Turkish immigration


Turkish immigration to North America, apart from large numbers of students, has remained relatively small. It has been supplemented, however, by a growing number of resident refugees or asylum seekers. Surrounded by instability and war in Cyprus, Armenia, Macedonia, Syria, Iraq, Iran, and the region of Kurdistan, Turkey has been the first stop for thousands of refugees hoping to immigrate to North America. According to the U.S. census of 2000 and the Canadian census of 2001, 117,575 Americans and 24,910 Canadians claimed Turkish descent. The actual number of Turks in both countries is considerably larger, as ethnic Turks have immigrated via Bulgaria, Cyprus, and Macedonia. The largest concentration of Turkish Americans are in New York City, and Rochester, New York; Washington, D.C.; and Detroit, Michigan. About 58 percent of Turkish Canadians live in Ontario, most in Toronto, and there is a sizable Turkish community in Montreal.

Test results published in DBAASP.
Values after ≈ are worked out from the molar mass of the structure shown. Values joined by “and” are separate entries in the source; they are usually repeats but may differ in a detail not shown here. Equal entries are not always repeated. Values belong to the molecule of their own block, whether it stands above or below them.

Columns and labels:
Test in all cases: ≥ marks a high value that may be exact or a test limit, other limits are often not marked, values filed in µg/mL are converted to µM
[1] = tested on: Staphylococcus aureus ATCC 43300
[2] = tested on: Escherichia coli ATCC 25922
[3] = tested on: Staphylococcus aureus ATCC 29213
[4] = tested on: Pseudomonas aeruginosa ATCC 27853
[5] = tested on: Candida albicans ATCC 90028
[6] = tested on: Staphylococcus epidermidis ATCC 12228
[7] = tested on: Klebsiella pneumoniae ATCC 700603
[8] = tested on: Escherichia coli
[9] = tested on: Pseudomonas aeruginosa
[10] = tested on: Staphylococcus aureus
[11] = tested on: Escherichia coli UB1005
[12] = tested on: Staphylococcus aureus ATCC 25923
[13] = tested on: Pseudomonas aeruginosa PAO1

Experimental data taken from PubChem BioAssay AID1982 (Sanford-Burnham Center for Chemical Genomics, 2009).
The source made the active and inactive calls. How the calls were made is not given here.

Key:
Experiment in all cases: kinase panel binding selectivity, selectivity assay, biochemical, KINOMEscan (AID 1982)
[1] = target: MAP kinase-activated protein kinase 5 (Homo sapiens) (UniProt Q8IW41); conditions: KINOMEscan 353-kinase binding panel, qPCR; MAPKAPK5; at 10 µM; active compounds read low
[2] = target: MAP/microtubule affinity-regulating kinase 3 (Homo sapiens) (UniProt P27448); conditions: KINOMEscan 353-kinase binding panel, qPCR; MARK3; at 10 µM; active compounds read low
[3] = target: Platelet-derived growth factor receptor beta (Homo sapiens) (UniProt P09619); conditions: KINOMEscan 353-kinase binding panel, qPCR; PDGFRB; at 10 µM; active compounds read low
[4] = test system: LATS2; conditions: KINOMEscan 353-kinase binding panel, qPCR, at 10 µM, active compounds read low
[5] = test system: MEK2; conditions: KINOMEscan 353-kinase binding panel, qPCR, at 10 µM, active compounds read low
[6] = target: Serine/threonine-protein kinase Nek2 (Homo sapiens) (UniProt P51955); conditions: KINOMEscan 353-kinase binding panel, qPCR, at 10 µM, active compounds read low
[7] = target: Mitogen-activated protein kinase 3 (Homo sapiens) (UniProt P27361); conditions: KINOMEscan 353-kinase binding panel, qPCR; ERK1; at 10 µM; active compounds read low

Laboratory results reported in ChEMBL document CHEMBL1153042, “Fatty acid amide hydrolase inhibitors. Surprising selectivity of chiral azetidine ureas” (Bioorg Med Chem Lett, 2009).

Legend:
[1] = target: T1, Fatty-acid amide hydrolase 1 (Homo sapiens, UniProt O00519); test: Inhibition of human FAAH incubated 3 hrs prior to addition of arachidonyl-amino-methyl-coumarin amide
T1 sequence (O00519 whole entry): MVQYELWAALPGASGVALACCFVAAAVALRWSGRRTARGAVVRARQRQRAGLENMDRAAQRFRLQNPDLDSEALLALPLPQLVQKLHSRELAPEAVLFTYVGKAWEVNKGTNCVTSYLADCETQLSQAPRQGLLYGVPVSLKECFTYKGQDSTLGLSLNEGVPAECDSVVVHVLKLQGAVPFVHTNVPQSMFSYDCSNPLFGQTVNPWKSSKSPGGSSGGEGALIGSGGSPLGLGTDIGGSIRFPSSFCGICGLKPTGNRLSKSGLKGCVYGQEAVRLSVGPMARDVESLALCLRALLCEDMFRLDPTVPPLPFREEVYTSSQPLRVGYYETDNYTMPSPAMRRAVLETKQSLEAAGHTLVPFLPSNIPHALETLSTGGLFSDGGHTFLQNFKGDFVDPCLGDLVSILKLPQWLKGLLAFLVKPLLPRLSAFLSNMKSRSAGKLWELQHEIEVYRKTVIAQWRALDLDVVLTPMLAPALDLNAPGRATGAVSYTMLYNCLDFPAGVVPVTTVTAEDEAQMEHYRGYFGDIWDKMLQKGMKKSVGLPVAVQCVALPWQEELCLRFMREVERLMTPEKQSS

Turkey occupies 297,200 square miles in Asia Minor, stretching into continental Europe. It is bordered on the south and east by the Mediterranean and Aegean Seas and on the north by the Black Sea. Bulgaria and Greece border Turkey on the west; Georgia and Armenia, on the north; Iran, on the east; and Iraq and Syria, on the south. In 2001, the population was estimated at 66,229,000. Turkey’s population is diverse, including 65 percent Turks, 19 percent Kurds, 7 percent Tatars, and 2 percent Arabs. More than 97 percent are Muslims, about two-thirds of these Sunni Muslims. The historic region of Asia Minor—roughly coterminus with modern Turkey—was the center of the ancient Hittite Empire (2000–1200 B.C.) and the core of the Christian Byzantine Empire (476–1453) and Muslim Ottoman Empire (1453–1918). Various Turkish tribes migrating from central Asia between the 11th and 15th centuries were converted to Islam and progressively conquered Byzantine territories. By 1453, the last Christian stronghold, Constantinople, was conquered. During the 16th century, the new Ottoman Empire expanded rapidly, conquering the Balkan Peninsula and Hungary. As late as 1689, the empire was still threatening Vienna and central Europe. The Ottoman Empire gradually declined during the 18th and 19th centuries as European countries rapidly embraced new technologies and industrialization. The combined force of nationalistic movements and European imperialism during the 19th century led to the empire’s loss of Greece, North Africa, Serbia, Egypt, Romania, Bosnia, and Bessarabia prior to World War I (1914–18), which the Turks entered on the side of the losing Central Powers. At the war’s end, Turkey lost its Arab lands (see Arab immigration; Lebanese immigration; Syrian immigration), but an abortive attempt by the Allied Powers to partition Asia Minor was beaten back by Turkish leader Mustafa Kemal Ataturk, who helped establish a republic in 1923. By the mid-1930s Ataturk had instituted a parliamentary governmental system, secularized the courts and education, implemented a Latin alphabetical system, officially renamed the capital Istanbul, promoted women’s rights, and outlawed polygyny. Since World War II (1939–45), Turkey has been a strong Western ally, particularly during the cold war. It also supported the 1991 Persian Gulf War and the 2003 Iraq War. During the later 20th century, Turkey was frequently at odds with Greece over the governance of Cyprus and with its Arab neighbors over the importation of Western secularism into the region.